Malcom Gladwell presents a series of compelling examples to explain how people make snap judgements. The examples are based upon scientific research, as opposed to "pop science." Gladwell also helps us understand the conditions that cause snap judgements to be right as well as wrong.
Beyond the strong content, Gladwell's voice is easy to listen to.
This was an enjoyable listen and the author did a great job as the narrator. My main problem with this book, though, was that the author seemed to spend the first part of the book explaining how we should learn to make snap judgements and trust our subconcious to pick up on clues when we make a decision. Then, the second half of the book seems to refute the first part when he uses multiple examples of how using snap judgements can be faulty or dangerous. Maybe I missed the whole point of the book or maybe it would seem different in the printed copy but I still don't know exactly what his argument was after finishing the book.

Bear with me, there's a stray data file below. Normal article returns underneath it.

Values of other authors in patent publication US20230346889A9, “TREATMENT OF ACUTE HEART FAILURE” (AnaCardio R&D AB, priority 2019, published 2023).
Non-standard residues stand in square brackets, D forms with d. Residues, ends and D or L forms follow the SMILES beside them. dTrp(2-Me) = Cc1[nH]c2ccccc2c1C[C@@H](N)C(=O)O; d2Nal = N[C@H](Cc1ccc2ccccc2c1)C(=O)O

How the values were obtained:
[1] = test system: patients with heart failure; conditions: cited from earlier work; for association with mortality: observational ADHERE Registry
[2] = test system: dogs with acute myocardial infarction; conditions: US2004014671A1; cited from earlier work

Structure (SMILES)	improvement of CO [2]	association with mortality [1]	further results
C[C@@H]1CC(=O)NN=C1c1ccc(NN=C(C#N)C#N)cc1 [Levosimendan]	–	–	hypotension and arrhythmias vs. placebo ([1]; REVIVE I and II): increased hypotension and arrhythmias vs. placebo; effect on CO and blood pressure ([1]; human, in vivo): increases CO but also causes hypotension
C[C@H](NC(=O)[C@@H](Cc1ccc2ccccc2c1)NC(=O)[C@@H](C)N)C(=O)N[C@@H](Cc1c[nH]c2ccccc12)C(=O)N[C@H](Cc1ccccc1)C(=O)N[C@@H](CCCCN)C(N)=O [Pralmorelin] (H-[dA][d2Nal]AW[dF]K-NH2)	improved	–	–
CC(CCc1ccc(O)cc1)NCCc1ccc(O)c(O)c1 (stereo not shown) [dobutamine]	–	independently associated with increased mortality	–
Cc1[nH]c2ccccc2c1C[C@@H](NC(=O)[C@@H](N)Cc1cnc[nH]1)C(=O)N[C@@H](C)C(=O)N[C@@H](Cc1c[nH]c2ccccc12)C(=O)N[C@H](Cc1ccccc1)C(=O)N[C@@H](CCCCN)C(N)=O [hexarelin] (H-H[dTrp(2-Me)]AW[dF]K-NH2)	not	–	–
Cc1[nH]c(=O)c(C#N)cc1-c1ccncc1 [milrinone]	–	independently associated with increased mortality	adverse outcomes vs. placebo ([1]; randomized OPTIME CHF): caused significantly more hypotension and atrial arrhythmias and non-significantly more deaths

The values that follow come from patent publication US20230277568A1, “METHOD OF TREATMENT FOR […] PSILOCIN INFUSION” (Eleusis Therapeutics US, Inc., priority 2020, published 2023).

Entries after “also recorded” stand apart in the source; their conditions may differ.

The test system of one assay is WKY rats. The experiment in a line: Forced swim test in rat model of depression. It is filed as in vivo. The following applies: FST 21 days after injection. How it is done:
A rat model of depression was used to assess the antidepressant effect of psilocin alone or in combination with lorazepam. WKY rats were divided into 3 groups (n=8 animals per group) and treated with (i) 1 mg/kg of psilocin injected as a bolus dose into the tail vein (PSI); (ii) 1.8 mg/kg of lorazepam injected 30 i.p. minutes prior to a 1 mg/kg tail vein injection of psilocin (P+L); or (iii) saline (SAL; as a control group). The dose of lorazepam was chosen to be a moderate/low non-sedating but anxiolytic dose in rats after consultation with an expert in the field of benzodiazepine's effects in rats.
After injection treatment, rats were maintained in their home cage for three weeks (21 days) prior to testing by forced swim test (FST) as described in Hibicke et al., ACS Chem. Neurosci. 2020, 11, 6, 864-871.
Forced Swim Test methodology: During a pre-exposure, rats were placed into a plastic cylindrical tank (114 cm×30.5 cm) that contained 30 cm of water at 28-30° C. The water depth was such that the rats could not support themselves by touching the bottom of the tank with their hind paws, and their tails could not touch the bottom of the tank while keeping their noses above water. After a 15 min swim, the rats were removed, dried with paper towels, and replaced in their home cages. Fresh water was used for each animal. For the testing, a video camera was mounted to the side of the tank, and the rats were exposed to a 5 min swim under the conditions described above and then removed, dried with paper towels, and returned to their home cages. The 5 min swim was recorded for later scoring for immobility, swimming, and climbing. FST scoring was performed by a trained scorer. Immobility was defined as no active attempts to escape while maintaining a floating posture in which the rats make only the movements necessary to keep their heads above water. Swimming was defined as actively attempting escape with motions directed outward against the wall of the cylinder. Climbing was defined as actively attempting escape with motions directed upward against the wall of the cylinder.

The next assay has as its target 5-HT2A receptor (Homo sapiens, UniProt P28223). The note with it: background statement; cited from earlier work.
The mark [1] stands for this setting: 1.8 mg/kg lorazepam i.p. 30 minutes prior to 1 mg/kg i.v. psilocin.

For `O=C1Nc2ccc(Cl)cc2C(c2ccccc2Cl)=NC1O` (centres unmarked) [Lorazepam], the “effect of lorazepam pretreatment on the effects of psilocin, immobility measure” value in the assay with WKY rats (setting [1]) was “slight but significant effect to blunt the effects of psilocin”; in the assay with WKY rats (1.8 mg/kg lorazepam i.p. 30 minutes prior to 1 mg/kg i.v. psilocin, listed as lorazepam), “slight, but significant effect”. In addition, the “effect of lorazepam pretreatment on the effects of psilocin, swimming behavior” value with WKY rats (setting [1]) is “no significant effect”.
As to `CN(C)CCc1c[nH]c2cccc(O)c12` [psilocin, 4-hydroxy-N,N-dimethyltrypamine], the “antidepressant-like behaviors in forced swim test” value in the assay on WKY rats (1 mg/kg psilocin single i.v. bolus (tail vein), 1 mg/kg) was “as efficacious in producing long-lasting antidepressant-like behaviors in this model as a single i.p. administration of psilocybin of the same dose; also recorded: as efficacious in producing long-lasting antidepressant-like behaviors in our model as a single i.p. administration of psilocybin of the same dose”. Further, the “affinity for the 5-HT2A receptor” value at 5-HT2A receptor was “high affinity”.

I was really excited to listen to this book however I found myself to be disinterested less than halfway into it. It was quite a dissapointment.
It is an interesting point of view of the power of our mind and those few first seconds of our perception.
Some good examples to demostrate his theory.
This is my all-time favorite Audiobook. It's the only non-fiction book I've ever had a really hard time putting down. Interesting, funny and intelligent. Gladwell reads excellently.